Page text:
Only one of the doubles finals scheduled for Friday afternoon was played. In the girls doubles, the No. 2 seeds Herring and McPhillips were awarded the title when top seeds Kelsey Laurente and Hai-Li Kong could not play due to a conflict with a scheduled flight.

In the boys doubles, Emmett Egger and Vinsant, the No. 2 seeds, claimed their first tournament win as a team, defeating unseeded Anthony Delcore and Vikram Hundal 6-2, 7-6(4).

A team now for more than a year, Egger and Vinsant have reached final after final, including Kalamazoo, but until today, had not won a title together.

"After like eight finals, we'd never won one, so after the first set, we were super intense," said Egger. "We knew we couldn't let down, even for a second, because we wanted to get it done."

"We practice together all the time, so our communication is good," Vinsant said. "We've figured some things out that helps us."

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Jon King said...

Slices 80% of the time and drop shots the other 20% of the time. Ahhh, junior tennis, building games for the future!! Seriously, so many junior tournaments are silly as these kids grow up pitty patting just to get wins and not building long term games. Playing on grass? Hmmm, how come at Wimbledon you don't see all drop shots and slices every match?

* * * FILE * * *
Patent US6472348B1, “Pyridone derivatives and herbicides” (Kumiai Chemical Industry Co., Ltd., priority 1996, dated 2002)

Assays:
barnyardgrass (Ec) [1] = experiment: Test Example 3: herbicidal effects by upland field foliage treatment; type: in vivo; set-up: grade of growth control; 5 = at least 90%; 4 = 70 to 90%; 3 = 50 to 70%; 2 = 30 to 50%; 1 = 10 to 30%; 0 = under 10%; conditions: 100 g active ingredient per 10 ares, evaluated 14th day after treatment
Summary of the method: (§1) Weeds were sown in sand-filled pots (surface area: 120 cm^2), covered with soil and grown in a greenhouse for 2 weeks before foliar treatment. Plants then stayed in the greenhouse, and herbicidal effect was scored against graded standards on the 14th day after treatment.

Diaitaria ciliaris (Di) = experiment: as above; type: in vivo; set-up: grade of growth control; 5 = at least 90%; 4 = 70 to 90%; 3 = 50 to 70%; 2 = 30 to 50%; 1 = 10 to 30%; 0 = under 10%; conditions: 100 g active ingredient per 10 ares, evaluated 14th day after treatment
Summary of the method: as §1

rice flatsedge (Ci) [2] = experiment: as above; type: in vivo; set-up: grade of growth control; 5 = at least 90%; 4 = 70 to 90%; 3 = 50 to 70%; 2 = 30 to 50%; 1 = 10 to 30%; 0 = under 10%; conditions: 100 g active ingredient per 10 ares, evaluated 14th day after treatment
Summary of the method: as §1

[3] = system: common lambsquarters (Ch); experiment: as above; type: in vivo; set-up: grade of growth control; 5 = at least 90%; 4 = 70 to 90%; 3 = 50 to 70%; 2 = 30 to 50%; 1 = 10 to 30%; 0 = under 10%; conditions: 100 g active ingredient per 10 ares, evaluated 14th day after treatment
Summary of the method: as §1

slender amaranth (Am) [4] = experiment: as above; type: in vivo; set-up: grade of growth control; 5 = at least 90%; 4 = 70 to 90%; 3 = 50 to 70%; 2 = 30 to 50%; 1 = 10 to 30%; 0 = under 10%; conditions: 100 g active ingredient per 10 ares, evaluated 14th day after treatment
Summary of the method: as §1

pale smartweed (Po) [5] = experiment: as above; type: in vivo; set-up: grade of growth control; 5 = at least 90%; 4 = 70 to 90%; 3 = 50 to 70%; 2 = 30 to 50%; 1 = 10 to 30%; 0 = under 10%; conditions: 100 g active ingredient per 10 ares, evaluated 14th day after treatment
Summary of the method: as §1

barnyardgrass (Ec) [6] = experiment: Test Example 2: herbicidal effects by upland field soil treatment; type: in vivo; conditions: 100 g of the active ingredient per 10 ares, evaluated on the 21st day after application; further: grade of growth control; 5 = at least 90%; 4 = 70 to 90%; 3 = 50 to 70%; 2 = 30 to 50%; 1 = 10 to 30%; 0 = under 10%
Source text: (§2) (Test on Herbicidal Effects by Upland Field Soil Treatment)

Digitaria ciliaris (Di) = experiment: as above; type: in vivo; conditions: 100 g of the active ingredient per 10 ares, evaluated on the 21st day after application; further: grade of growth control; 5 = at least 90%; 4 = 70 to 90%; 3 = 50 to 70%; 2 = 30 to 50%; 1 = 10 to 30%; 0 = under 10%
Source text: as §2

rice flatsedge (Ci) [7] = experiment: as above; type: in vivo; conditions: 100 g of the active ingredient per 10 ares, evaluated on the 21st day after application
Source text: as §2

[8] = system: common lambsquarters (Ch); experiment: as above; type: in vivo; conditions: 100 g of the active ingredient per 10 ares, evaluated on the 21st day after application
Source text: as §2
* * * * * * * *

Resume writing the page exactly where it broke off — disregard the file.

Colette Lewis said...

@Jon King
The grass at the Cricket Club is "old-fashioned" in that there are bad bounces, the ball stays lower, etc-- all the characteristics of grass that used to be the norm, even at Wimbledon. Those issues are no longer a part of playing at the AELTC, which has made the surface much more uniform, with a truer bounce.

here to educate said...

philly isnt anything like wimbledon jon. know what you are talking about before you write something. if you had ever been to the tournament, which i presume you havent due to your comment,you would know that it is not possible to play tennis at philly because the grass is up to peoples ankles. its ridiculous that they still hold the tournament there. its rare to see a player, boy or girl, hit over balls there. the only shot that works is any form of a slice: serve, groundstroke, drop volley etc.

to collette, i wouldnt say the courts are like old-school wimbledon. at philly even big servers can get broken due to the ball slowing down so much. at old-school wimbledon big serves would go through the court while at philly the ball simply stops as it hits the ground. but saying that there are bad bounces and the balls stays low is a the understatement of the year

any surface said...

here to educate

jon king is still correct in his general observations at philly and elsewhere. he seems to know what he is talking about. do non insult others.

any surface

here to educate said...

again, apparently, you havent seen the courts at philly, or you wouldnt be making that comment. i agree the style of a lot of american's games are WIN oriented, and it needs to be a more aggressive style of game but at philly you have no choice but to play the way they are playing or you might as well not make the trip because you will get dominated first round and not have gained anything except a huge loss of confidence